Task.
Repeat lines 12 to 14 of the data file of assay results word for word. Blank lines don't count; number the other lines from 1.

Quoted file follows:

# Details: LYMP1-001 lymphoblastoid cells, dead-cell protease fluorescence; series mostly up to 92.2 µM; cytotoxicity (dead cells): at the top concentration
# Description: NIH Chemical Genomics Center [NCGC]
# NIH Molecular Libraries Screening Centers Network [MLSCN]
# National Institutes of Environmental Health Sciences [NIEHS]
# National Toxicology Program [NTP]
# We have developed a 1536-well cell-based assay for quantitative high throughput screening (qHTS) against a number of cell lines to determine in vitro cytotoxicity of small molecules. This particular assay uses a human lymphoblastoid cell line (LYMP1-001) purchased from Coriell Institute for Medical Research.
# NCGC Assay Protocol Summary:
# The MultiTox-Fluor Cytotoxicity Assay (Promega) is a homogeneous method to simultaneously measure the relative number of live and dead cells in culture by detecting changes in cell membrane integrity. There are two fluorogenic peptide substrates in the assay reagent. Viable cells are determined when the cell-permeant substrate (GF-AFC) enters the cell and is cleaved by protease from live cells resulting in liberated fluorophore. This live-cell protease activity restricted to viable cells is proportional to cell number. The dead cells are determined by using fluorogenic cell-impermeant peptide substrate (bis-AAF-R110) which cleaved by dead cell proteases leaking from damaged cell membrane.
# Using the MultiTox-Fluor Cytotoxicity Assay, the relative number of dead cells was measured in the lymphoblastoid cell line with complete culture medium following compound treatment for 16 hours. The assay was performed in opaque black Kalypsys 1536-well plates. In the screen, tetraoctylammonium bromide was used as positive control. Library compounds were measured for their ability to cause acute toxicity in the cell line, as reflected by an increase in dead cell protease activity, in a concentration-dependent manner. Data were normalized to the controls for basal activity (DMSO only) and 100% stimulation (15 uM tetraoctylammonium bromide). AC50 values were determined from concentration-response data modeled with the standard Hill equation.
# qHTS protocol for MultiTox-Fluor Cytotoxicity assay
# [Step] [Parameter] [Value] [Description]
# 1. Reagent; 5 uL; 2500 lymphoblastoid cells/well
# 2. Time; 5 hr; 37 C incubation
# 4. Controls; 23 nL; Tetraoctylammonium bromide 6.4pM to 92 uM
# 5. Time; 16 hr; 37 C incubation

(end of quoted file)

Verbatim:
# 1. Reagent; 5 uL; 2500 lymphoblastoid cells/well
# 2. Time; 5 hr; 37 C incubation
# 4. Controls; 23 nL; Tetraoctylammonium bromide 6.4pM to 92 uM